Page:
Edmonton’s River Valley: Best Running Spot in Canada

Edmonton’s defining feature is an enormous river valley that bisects the city

December 23rd, 2018 by | Posted in Trail Running | Tags: , , , ,

By Madeleine Cummings

Edmonton would never claim to be Canada’s most scenic city. It lacks mountains and the ocean, certainly. Its skyline is modest. In its 2017 review of Canadian cities, Lonely Planet called it “spread out and frigidly cold for much of the year” and “a stopover en route to Jasper National Park.” Everybody loves to hate Edmonton, especially those who have never set foot there and favour the name “Deadmonton.”

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Edmonton River Valley
Photo: Jody Bailey

Edmonton’s defining feature is an enormous river valley that bisects the city. Its banks are steep, rugged and largely undeveloped. The valley, which forms the longest stretch of parkland in any Canadian city, includes 22 major parks and more than 150 kilometres of trails. Naturally, the place is a runner’s paradise. Paved paths have their purpose, but the river valley boasts seemingly endless dirt and single-track trails. Bridges provide loop opportunities, not to mention competitive (but not too competitive) Strava segments.

Photo: Edmonton Trail Runners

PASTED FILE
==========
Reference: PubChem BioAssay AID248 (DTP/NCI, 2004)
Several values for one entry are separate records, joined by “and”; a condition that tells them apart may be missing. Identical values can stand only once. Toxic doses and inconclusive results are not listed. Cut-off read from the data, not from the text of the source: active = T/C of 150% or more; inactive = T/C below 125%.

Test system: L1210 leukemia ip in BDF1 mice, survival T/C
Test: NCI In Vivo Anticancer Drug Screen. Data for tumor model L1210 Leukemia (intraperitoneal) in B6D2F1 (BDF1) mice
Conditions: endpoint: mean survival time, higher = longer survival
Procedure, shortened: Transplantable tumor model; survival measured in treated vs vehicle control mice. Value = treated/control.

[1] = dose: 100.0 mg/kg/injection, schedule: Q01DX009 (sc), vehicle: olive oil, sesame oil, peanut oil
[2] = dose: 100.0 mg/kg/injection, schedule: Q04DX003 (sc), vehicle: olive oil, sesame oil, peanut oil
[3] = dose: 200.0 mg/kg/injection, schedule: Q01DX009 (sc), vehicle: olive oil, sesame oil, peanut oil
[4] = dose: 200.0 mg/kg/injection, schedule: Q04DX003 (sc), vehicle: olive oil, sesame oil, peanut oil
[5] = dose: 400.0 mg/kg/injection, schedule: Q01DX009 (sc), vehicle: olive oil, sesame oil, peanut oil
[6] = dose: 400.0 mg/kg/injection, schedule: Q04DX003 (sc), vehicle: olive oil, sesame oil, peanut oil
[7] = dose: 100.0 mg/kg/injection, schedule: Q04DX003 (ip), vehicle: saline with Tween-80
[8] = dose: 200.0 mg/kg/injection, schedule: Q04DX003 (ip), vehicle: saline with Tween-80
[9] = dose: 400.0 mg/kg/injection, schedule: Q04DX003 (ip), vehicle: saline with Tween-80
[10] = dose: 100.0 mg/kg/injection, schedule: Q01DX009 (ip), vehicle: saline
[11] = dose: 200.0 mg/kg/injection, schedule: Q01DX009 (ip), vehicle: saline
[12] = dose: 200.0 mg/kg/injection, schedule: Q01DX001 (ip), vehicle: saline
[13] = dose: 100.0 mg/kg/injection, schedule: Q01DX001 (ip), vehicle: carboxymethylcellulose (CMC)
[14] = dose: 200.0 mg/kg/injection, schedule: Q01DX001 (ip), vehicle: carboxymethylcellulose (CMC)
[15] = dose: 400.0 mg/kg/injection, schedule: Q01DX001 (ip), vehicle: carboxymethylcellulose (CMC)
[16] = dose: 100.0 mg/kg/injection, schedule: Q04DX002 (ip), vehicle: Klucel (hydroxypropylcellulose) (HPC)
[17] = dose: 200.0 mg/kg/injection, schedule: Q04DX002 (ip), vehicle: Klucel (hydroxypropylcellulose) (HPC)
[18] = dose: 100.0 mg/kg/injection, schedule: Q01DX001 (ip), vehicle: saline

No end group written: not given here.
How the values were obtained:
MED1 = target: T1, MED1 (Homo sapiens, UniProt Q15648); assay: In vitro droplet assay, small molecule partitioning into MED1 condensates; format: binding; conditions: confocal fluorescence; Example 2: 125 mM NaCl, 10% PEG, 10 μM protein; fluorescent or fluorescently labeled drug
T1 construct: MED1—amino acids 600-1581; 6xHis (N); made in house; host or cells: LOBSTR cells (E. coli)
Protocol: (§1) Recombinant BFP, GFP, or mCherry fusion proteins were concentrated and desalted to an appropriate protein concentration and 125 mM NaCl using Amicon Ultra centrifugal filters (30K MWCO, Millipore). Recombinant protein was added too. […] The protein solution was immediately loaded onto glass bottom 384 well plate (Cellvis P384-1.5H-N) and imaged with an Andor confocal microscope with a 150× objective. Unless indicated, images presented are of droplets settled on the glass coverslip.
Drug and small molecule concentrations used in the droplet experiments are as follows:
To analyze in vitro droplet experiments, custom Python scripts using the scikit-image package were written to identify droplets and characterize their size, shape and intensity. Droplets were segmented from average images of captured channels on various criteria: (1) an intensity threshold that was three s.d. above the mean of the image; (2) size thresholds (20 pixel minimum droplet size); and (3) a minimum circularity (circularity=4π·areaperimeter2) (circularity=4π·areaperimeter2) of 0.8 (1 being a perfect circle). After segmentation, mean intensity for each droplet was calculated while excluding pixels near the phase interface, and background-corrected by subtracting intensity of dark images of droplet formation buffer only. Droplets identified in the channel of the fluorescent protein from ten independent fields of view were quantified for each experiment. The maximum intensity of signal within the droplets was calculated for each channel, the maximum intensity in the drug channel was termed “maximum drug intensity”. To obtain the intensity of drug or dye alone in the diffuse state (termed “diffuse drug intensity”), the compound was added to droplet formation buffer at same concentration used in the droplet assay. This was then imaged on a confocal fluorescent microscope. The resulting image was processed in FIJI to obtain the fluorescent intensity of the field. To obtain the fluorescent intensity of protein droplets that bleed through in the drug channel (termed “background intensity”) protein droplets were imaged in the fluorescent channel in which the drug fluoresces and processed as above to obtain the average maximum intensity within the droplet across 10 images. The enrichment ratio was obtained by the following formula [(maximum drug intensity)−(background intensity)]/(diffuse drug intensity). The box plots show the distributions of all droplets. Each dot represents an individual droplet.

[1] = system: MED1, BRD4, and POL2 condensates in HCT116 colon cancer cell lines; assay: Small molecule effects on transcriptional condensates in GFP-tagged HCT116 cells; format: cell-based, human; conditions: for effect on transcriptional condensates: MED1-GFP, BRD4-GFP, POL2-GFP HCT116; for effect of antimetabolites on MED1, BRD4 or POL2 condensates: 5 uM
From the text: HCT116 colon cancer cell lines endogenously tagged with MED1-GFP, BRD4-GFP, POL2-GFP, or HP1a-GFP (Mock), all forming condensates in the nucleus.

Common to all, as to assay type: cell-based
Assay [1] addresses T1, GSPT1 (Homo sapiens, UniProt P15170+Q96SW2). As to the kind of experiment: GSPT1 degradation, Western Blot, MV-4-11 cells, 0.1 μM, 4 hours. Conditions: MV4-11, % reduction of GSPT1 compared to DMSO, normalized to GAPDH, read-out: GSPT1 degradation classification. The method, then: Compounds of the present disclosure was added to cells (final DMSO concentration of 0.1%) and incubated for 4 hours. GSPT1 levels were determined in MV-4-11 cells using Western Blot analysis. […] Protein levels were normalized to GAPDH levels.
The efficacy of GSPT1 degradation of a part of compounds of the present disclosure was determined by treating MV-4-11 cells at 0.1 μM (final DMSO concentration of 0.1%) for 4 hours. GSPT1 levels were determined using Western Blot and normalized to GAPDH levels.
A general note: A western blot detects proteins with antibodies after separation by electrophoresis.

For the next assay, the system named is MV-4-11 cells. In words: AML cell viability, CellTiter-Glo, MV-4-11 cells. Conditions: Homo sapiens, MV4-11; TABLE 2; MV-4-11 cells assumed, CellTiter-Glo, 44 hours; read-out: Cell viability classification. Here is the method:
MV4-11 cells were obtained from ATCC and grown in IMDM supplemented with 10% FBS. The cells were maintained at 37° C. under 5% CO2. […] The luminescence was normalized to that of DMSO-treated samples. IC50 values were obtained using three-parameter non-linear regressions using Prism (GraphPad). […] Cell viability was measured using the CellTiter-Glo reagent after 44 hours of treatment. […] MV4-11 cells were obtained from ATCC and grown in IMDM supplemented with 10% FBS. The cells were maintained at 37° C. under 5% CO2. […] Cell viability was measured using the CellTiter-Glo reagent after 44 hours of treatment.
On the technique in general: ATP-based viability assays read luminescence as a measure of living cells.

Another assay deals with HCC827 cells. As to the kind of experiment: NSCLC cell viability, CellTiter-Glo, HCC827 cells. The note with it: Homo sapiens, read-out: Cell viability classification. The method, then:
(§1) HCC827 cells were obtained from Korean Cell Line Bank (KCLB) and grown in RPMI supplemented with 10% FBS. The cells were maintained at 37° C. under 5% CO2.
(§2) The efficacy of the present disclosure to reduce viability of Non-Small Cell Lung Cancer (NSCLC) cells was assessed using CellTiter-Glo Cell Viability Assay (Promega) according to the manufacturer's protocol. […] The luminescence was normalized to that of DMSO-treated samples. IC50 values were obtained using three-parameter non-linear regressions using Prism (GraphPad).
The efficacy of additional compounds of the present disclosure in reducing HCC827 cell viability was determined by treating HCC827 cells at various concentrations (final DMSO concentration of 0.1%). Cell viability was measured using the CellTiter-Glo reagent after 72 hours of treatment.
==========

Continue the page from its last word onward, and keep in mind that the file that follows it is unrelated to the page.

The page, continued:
The city clears snow off the valley’s bike paths in the winter, ensuring these routes can be used by runners and cyclists. These are also the best routes in the spring, as the last of the slush and ice melts from the trails. Edmonton sees long and sunny days in the summer, rewards for putting up with snow and cold for so long. But fall, all two weeks of it, is the most beautiful season of all. Green and golden leaves frame the shining river, then fall and form a yellow carpet on the paths.

On a clear day, trails on the south-central bank of the North Saskatchewan River offer stunning views of the Fairmont Hotel Macdonald and downtown’s multiplying skyscrapers. Not far from there, near Cloverdale, the construction of a new LRT line recently led to the emergence of a sandy one-kilometre shore, dubbed “Accidental Beach” by locals. Flat paths on River Valley Road and at William Hawrelak Park are good spots for pace work or a fast mile. Edmonton’s newly built funicular was designed to make the river valley more accessible to all. But for runners, the easiest way in and out of the valley is to take any number of wooden staircases, paved paths or goat trails.

Madeleine Cummings is a journalist and columnist. She was born in Toronto, but now proudly calls Edmonton home. This story originally appeared in the January-February 2018 print issue.